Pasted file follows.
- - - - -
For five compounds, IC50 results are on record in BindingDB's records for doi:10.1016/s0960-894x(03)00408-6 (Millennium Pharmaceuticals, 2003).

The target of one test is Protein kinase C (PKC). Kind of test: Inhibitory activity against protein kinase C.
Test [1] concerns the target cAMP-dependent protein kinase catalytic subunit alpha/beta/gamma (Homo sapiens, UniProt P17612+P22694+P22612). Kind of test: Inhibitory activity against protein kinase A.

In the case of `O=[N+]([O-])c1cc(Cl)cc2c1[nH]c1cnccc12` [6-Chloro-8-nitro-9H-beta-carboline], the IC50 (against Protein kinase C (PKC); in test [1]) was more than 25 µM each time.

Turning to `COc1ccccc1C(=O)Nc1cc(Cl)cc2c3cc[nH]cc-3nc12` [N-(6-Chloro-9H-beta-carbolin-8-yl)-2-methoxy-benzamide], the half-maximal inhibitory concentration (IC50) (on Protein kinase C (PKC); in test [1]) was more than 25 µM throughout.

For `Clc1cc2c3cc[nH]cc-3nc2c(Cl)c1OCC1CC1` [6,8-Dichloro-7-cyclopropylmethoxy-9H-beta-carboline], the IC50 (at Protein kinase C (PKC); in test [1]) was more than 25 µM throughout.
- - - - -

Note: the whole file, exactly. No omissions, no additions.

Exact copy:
For five compounds, IC50 results are on record in BindingDB's records for doi:10.1016/s0960-894x(03)00408-6 (Millennium Pharmaceuticals, 2003).

The target of one test is Protein kinase C (PKC). Kind of test: Inhibitory activity against protein kinase C.
Test [1] concerns the target cAMP-dependent protein kinase catalytic subunit alpha/beta/gamma (Homo sapiens, UniProt P17612+P22694+P22612). Kind of test: Inhibitory activity against protein kinase A.

In the case of `O=[N+]([O-])c1cc(Cl)cc2c1[nH]c1cnccc12` [6-Chloro-8-nitro-9H-beta-carboline], the IC50 (against Protein kinase C (PKC); in test [1]) was more than 25 µM each time.

Turning to `COc1ccccc1C(=O)Nc1cc(Cl)cc2c3cc[nH]cc-3nc12` [N-(6-Chloro-9H-beta-carbolin-8-yl)-2-methoxy-benzamide], the half-maximal inhibitory concentration (IC50) (on Protein kinase C (PKC); in test [1]) was more than 25 µM throughout.

For `Clc1cc2c3cc[nH]cc-3nc2c(Cl)c1OCC1CC1` [6,8-Dichloro-7-cyclopropylmethoxy-9H-beta-carboline], the IC50 (at Protein kinase C (PKC); in test [1]) was more than 25 µM throughout.